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Tuesday, August 23, 2011

Spartan Dan Enters Debut Post with MSU Football's "ONE" Theme

By: Spartan Dan S.B.

The United States Army prides itself on a mantra of empowering soldiers to become “An Army of One.” In a much smaller parallel, the Michigan State Spartans have embraced a “One Focus” motto. Coach Dantonio consistently refers to his players buying into this team concept working together as “one.” In just a few short weeks, the 2011 college football season will be upon us. But before we excite ourselves with this year’s Spartans, let’s explore last year’s championship season.

The Spartans had an impressive run, claiming their first Big Ten title since 1990. But along their road to Number “One” in the Big Ten, there were several “One” Moment(s)- a type of spark that ignited this team (and Spartan nation) to take victory from the jaws of defeat. Let’s take a look at a few examples.

First let’s start with Notre Dame. It’s hard not to...
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...look at this game without feeling giddy inside. But before we boast about “Little Giants,” it’s important to examine the plays that helped them reach this point. This was an offensive assault, with Spartan rushers gaining over 200+ yards. But we can’t discredit, two crucial Notre Dame turnovers inside the red zone. The latter turnover (a Dayne Crist interception) sparked a 94 yard, 7 play drive culminating with a Kirk Cousin TD pass to Keshawn Martin right before halftime. Now, in any rivalry game, many will argue that the first possession of the 2nd half is always crucial. In MSU’s first possession in the 3rd quarter, under the lights at sold-out Spartan Stadium, Edwin Baker sprinted past Irish defenders for a 56 yard TD. Despite another TD run by Le'Veon Bell, Spartan Defense gave up two 70+ yd touchdown drives. After the Irish regained the lead 28-21 on another Dayne Crist TD pass, Spartans drove into Notre Dame territory.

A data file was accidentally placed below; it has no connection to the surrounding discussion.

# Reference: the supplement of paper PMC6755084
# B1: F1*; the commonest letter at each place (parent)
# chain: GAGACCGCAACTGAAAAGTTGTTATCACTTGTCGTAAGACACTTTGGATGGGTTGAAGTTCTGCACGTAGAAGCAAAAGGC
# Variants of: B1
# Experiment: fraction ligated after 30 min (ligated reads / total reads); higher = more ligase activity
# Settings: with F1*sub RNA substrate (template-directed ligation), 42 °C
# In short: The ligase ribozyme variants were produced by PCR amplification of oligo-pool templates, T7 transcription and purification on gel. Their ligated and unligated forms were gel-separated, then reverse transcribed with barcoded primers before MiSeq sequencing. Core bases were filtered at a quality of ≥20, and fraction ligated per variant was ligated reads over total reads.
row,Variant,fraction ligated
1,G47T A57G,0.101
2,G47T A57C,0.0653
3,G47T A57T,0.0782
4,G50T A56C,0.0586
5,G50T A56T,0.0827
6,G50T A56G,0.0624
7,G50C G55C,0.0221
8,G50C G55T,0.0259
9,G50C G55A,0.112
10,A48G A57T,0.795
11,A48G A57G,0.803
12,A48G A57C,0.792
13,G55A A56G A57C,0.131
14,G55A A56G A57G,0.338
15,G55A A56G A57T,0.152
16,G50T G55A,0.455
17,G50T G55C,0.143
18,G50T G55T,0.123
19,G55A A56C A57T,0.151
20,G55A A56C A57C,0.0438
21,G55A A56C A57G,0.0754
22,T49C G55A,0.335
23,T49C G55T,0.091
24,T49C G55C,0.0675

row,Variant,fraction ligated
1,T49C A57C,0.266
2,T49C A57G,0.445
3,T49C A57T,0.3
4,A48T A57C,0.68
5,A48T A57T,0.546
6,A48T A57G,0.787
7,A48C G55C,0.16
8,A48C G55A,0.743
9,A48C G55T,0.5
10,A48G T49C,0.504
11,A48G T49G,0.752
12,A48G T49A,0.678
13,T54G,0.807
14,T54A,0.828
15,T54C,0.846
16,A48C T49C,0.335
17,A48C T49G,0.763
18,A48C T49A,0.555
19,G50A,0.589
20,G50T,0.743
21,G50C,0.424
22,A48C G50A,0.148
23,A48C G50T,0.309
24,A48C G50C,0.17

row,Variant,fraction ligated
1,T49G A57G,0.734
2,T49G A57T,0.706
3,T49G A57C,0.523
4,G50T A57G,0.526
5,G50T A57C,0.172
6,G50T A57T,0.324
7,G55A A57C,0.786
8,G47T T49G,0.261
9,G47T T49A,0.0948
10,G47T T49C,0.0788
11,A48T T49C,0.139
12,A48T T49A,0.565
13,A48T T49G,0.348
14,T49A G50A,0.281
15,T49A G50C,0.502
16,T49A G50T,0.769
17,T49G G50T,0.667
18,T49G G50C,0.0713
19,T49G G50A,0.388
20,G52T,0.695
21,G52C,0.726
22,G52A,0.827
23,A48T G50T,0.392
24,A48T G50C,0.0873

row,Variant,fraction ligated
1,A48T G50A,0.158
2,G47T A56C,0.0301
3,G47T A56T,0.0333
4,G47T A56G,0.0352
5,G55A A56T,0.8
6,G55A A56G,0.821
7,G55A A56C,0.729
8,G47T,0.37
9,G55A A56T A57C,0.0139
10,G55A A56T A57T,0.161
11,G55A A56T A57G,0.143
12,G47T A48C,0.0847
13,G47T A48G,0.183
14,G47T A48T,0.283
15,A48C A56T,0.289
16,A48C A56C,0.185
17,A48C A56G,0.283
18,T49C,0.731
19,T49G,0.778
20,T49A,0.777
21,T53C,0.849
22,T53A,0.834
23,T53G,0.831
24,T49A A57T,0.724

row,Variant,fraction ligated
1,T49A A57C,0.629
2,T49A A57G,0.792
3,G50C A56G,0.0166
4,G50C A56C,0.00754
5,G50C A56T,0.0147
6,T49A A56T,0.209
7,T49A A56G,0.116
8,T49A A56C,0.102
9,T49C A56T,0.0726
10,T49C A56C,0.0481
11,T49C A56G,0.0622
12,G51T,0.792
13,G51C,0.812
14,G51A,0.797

“One” Moment: With 7 minutes remaining on 2nd & 12, Kirk Cousins scrambled right, and channeled his inner childhood backyard football days, motioning his receiver to "go long" and firing a 24 yard strike for a Spartan score by BJ Cunningham.

From that “One” moment, it set up another critical play. In overtime, CB Chris L Rucker stopped Notre Dame on a 3rd & 3, delivering a thunderous hit and forcing them to settle for a field goal. Finally, let’s explore “Little Giants.” We’ve all seen it, but many people never knew that all week in practice, this play was intended for Le'Veon Bell. As a former high school QB, MSU punter Aaron Bates looked off his primary target, he fired a ball in stride to TE Charlie Gantt. A heroic call was made and set a team on a course for destiny.

Now let’s take a look at Wisconsin. There’s no doubt that this was another exciting win for a Spartan team without Coach D. But they had as much “heart” in this game as any I’ve seen.